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Protecting Data Privacy in Health Services Research BOARD ON HEALTH CARE SERVICES DON E. DETMER (Chair), Professor of Medical Education in Health Evaluation Sciences, University of Virginia BARBARA J. MCNEIL (Vice Chair), Ridley Watts Professor, Department of Health Care Policy, Harvard Medical School LINDA AIKEN, Director, Center for Health Outcomes and Policy Research, and the Claire M. Fagin Leadership Professor of Nursing and Professor of Sociology, University of Pennsylvania STUART H. ALTMAN, Sol C. Chaikin Professor of National Health Policy, the Florence Heller Graduate School for Social Policy, Brandeis University HARRIS BERMAN, Chairman and Chief Executive Officer, Tufts Health Plan BRIAN BILES, Chair and Professor, Department of Health Services Management and Policy, School of Public Health and Health Services, the George Washington University CHRISTINE CASSEL, Chairman, Henry L. Schwarz Department of Geriatrics and Adult Development, and Professor of Geriatrics and Internal Medicine, Mount Sinai Medical Center PAUL D. CLAYTON, Medical Informaticist, Intermountain Health Care, Salt Lake City, Utah PAUL F. GRINER, Vice President and Director, Center for the Assessment and Management of Change in Academic Medicine, Association of American Medical Colleges RUBY P. HEARN, Senior Vice President, Robert Wood Johnson Foundation PETER BARTON HUTT, Partner, Covington & Burling, Washington, D.C. ROBERT L. JOHNSON, Professor of Pediatrics and Clinical Psychiatry, and Director, Adolescent and Young Adult Medicine, University of Medicine and Dentistry of New Jersey, New Jersey Medical School JACQUELINE KOSECOFF, President and Co-Chief Executive Officer, Protocare SHEILA T. LEATHERMAN, Executive Vice President, United Healthcare Corporation, Center for Health Care Policy and Evaluation, Minneapolis UWE E. REINHARDT, James Madison Professor of Political Economy and Professor of Economics and Public Affairs, Princeton University SHOSHANNA SOFAER, Robert P. Luciano Professor of Health Care Policy, School of Public Affairs, Baruch College GAIL L. WARDEN, President and Chief Executive Officer, Henry Ford Health System JANET M. CORRIGAN, Director, Board on Health Care Services, Institute of Medicine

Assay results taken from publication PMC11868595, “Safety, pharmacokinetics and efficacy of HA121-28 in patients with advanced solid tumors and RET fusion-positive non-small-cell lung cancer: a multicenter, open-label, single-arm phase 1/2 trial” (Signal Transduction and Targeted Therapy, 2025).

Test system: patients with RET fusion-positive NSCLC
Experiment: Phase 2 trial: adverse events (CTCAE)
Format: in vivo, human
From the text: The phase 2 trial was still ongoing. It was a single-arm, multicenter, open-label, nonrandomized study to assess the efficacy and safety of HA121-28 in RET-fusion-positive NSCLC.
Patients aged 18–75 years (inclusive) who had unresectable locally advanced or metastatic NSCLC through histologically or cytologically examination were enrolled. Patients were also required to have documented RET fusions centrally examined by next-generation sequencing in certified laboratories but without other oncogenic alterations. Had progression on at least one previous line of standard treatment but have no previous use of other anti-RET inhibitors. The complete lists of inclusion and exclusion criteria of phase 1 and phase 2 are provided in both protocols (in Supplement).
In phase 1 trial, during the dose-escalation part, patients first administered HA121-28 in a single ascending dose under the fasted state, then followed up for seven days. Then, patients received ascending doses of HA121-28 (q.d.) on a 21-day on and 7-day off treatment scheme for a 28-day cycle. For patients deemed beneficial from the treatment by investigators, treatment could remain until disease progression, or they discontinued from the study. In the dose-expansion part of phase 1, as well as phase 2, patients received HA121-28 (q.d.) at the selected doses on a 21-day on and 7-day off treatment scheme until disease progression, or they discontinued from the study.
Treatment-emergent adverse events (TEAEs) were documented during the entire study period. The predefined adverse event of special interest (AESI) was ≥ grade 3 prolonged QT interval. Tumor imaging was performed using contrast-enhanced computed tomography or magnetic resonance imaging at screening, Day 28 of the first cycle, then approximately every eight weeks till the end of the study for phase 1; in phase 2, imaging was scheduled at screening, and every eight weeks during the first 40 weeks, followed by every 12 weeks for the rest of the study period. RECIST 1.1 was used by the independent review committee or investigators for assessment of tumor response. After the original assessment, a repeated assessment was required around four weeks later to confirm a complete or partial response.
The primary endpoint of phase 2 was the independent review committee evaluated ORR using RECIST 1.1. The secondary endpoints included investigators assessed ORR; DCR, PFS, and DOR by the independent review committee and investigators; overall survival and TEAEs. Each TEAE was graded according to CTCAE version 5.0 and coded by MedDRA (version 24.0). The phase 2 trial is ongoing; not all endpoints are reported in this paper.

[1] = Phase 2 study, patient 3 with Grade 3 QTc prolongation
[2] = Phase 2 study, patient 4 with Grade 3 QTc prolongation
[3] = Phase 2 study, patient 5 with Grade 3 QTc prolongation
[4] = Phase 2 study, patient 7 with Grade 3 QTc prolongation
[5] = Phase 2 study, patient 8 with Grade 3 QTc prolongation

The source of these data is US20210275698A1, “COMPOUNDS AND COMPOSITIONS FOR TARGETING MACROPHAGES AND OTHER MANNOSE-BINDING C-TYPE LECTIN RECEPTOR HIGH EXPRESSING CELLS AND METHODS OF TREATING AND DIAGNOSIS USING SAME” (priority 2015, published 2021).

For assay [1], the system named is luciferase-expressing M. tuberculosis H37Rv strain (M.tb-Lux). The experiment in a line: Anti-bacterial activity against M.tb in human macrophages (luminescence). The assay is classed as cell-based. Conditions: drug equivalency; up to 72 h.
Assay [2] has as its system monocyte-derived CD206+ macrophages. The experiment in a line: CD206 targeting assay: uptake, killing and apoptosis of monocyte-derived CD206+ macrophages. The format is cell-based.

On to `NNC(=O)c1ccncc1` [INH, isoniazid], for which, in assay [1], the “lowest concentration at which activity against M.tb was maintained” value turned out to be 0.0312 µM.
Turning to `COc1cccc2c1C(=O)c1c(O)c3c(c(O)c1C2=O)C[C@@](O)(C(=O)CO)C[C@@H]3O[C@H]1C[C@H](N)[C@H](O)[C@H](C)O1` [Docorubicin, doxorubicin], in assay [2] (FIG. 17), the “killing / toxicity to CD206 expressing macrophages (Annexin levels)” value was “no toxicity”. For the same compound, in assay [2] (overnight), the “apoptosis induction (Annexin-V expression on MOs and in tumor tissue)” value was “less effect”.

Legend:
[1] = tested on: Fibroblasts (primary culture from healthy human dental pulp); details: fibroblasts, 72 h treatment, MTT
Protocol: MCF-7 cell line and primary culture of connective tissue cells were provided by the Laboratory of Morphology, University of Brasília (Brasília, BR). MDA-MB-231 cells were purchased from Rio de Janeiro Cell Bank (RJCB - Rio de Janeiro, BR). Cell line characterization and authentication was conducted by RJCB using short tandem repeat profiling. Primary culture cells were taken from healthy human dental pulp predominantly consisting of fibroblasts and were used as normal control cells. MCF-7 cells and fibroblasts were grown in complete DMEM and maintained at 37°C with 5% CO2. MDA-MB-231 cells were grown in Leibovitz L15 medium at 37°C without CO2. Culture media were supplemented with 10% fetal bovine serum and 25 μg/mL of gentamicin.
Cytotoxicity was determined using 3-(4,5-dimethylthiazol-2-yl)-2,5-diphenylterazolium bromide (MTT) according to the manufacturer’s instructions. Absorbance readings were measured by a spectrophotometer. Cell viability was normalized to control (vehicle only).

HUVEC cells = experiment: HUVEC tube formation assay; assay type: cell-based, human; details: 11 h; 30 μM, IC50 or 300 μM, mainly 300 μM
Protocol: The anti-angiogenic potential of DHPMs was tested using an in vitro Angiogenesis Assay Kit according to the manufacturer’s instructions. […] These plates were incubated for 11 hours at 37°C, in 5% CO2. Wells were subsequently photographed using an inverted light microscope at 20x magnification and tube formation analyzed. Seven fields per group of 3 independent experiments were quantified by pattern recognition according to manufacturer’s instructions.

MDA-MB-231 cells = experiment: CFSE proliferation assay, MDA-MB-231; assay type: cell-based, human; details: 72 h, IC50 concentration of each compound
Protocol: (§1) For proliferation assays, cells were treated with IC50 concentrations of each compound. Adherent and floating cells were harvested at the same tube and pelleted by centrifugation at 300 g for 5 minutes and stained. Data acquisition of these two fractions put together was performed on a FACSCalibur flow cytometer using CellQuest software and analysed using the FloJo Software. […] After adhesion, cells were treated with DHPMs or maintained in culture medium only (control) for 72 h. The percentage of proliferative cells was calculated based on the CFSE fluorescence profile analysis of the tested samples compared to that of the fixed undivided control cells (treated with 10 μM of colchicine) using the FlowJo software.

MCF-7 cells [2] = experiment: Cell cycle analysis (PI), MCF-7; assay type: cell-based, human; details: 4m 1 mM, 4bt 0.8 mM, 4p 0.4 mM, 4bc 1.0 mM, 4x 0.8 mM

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Protecting Data Privacy in Health Services Research Preface Health services research (HSR) exemplifies some of the greatest hopes and greatest fears for collecting and analyzing computerized personal health information. Information routinely collected in the course of providing and paying for health care can be used by researchers to investigate the relative effectiveness of alternative clinical interventions, of alternative methods of organizing, delivering, and paying for health care, and of a variety of health care policies. Such research may improve the effectiveness and efficiency of health care. For example, HSR has identified significant variation in outcomes of care for a specific health problem according to the specialty of the clinician, type of insurance or reimbursement, and gender or ethnicity of the patient. At the same time, using personal health information for such research raises concerns about privacy (whether participants should provide the data) and confidentiality (how the data may be used later). Such concerns are intensified because of public concerns that confidentiality is being eroded for many types of computerized personal information, ranging from credit card purchases to addresses on drivers' licenses. Concerns about maintaining confidentiality of medical information are particularly important because patients disclose sensitive information to physicians that they may not tell close relatives and friends, such as information about their mental health, alcohol and substance abuse, and sexual practices. Confidentiality of medical information used in HSR is particularly important because information on many individuals may be analyzed by researchers without their knowledge or consent. The very power of HSR, to juxtapose patient-level data from a variety of sources on a large number of patients, also raises the largest concerns